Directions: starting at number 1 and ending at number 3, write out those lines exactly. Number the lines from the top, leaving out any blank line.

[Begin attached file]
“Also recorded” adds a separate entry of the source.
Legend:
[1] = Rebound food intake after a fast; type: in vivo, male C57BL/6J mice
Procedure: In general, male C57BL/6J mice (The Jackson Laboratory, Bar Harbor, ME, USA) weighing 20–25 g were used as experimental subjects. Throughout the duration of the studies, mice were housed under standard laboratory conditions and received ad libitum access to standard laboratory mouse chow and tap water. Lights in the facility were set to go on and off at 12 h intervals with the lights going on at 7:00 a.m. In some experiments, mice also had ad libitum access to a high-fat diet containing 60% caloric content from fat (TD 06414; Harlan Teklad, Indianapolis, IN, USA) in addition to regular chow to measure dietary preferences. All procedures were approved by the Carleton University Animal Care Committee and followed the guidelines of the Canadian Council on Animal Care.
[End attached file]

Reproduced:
“Also recorded” adds a separate entry of the source.
Legend:
[1] = Rebound food intake after a fast; type: in vivo, male C57BL/6J mice